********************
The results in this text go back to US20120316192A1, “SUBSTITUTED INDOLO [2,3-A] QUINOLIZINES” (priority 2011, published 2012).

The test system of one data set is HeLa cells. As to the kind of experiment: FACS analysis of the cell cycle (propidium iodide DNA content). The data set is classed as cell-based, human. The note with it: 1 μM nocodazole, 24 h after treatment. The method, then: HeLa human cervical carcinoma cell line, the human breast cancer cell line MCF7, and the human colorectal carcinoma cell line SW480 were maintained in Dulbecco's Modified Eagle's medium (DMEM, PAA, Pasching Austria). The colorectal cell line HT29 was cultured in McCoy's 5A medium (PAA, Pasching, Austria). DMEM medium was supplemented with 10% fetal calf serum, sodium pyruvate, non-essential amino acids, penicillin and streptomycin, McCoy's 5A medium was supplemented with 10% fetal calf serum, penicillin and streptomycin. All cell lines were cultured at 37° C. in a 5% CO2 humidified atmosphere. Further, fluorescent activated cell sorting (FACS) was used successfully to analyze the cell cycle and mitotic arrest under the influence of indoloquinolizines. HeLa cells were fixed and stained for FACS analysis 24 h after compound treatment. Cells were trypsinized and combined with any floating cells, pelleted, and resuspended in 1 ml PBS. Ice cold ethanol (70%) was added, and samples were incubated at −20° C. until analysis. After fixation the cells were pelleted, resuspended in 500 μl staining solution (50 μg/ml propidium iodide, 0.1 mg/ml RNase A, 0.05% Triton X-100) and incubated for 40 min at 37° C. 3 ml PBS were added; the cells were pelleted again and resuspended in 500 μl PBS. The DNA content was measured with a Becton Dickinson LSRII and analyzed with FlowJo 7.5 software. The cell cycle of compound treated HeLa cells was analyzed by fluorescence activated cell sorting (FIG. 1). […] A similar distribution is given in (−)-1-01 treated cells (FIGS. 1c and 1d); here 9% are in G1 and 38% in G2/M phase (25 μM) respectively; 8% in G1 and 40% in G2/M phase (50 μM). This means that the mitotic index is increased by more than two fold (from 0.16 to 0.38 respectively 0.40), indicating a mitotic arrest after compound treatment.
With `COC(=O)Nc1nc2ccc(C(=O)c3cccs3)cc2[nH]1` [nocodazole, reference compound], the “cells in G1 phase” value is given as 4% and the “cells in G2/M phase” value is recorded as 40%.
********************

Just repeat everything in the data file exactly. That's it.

The results in this text go back to US20120316192A1, “SUBSTITUTED INDOLO [2,3-A] QUINOLIZINES” (priority 2011, published 2012).

The test system of one data set is HeLa cells. As to the kind of experiment: FACS analysis of the cell cycle (propidium iodide DNA content). The data set is classed as cell-based, human. The note with it: 1 μM nocodazole, 24 h after treatment. The method, then: HeLa human cervical carcinoma cell line, the human breast cancer cell line MCF7, and the human colorectal carcinoma cell line SW480 were maintained in Dulbecco's Modified Eagle's medium (DMEM, PAA, Pasching Austria). The colorectal cell line HT29 was cultured in McCoy's 5A medium (PAA, Pasching, Austria). DMEM medium was supplemented with 10% fetal calf serum, sodium pyruvate, non-essential amino acids, penicillin and streptomycin, McCoy's 5A medium was supplemented with 10% fetal calf serum, penicillin and streptomycin. All cell lines were cultured at 37° C. in a 5% CO2 humidified atmosphere. Further, fluorescent activated cell sorting (FACS) was used successfully to analyze the cell cycle and mitotic arrest under the influence of indoloquinolizines. HeLa cells were fixed and stained for FACS analysis 24 h after compound treatment. Cells were trypsinized and combined with any floating cells, pelleted, and resuspended in 1 ml PBS. Ice cold ethanol (70%) was added, and samples were incubated at −20° C. until analysis. After fixation the cells were pelleted, resuspended in 500 μl staining solution (50 μg/ml propidium iodide, 0.1 mg/ml RNase A, 0.05% Triton X-100) and incubated for 40 min at 37° C. 3 ml PBS were added; the cells were pelleted again and resuspended in 500 μl PBS. The DNA content was measured with a Becton Dickinson LSRII and analyzed with FlowJo 7.5 software. The cell cycle of compound treated HeLa cells was analyzed by fluorescence activated cell sorting (FIG. 1). […] A similar distribution is given in (−)-1-01 treated cells (FIGS. 1c and 1d); here 9% are in G1 and 38% in G2/M phase (25 μM) respectively; 8% in G1 and 40% in G2/M phase (50 μM). This means that the mitotic index is increased by more than two fold (from 0.16 to 0.38 respectively 0.40), indicating a mitotic arrest after compound treatment.
With `COC(=O)Nc1nc2ccc(C(=O)c3cccs3)cc2[nH]1` [nocodazole, reference compound], the “cells in G1 phase” value is given as 4% and the “cells in G2/M phase” value is recorded as 40%.